Face yoga is a healthier substitute to surgical procedures. Pixabay
Face yoga is a healthier substitute for surgical procedures. Pixabay

The average estimated age dropped almost three years, from nearly 51 years to 48 years.

Participants also rated themselves as more satisfied with the appearance of their faces at the study’s end, Alam and colleagues reported in JAMA Dermatology.

“Now there is some evidence that facial exercises may improve facial appearance and reduce some visible signs of ageing,” Alam said. “Assuming the findings are confirmed in a larger study, individuals now have a low-cost, non-toxic way of looking younger or augmenting other cosmetic or anti-ageing treatments they may be seeking.”

The exercises enlarge and strengthen facial muscles to firm and tone the face, giving it a younger appearance, he said.

Happy Face sells instructional worksheets — promising smoother skin, firmed cheeks and raised eyelids — for $19.95. DVDs cost $24.95.

Some skepticism

But not all dermatologists are rushing to promote the videos or the exercises.

Dr John Chi, a plastic surgeon and professor at the Washington University School of Medicine in St. Louis, Missouri, said the study raises more questions than it answers.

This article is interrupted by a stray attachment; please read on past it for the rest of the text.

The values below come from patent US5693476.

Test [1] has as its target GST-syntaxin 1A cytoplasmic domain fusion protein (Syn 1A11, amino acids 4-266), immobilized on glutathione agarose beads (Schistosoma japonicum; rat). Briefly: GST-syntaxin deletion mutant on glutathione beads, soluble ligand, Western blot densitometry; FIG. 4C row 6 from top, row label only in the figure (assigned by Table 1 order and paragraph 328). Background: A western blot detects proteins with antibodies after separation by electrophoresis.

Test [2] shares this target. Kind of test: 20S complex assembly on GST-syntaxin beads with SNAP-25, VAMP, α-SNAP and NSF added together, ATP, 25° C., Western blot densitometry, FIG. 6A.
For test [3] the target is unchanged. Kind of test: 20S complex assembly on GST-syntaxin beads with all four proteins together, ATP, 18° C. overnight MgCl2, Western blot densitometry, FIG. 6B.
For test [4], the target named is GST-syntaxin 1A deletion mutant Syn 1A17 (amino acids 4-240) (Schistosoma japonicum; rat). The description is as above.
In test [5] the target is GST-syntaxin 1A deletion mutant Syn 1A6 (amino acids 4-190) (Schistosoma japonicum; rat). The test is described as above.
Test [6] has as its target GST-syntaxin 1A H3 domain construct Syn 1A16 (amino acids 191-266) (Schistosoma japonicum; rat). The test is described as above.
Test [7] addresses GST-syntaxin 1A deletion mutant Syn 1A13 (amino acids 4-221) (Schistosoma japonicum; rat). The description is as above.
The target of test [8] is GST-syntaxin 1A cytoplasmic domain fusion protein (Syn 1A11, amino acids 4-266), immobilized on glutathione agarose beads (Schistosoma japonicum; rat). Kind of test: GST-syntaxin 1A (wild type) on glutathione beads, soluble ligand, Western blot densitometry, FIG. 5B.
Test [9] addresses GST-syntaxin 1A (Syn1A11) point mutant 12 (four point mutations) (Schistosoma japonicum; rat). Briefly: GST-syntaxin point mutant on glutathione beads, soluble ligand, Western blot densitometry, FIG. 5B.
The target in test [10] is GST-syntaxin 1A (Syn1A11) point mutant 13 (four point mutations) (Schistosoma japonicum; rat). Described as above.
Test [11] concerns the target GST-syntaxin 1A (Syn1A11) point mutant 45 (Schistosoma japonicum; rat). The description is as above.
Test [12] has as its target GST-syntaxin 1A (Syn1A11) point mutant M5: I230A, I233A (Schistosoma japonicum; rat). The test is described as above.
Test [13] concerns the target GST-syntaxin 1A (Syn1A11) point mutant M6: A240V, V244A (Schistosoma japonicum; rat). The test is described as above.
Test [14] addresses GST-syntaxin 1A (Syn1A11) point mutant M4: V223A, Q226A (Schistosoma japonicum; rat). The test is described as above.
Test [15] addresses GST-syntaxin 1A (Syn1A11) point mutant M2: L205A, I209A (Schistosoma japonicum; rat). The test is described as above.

“The jury is still out on whether or not facial yoga is effective in reversing the signs of ageing,” he said in an email.

Chi, who was not involved with the study, said he would recommend facial yoga to patients who found it relaxing and enjoyable but not for the purpose of facial rejuvenation.

“While the premise of facial exercises to improve the facial appearance or reverse signs of ageing is an appealing one, there is little evidence to suggest that there is any benefit in this regard,” he said.

Chi said facial yoga had not been rigorously examined in peer-reviewed scientific studies. Asked whether procedures such as face-lifts, Botox and fillers had been rigorously examined in peer-reviewed studies, he replied: “Great question. Attempts to do so have been made in the scientific literature with variable levels of scientific rigour.”

Alam agrees that his study raises additional research questions, such as whether the exercises would work for men and how much time people need to commit to doing the exercises for them to be optimally effective. He would like to see a larger study. VOA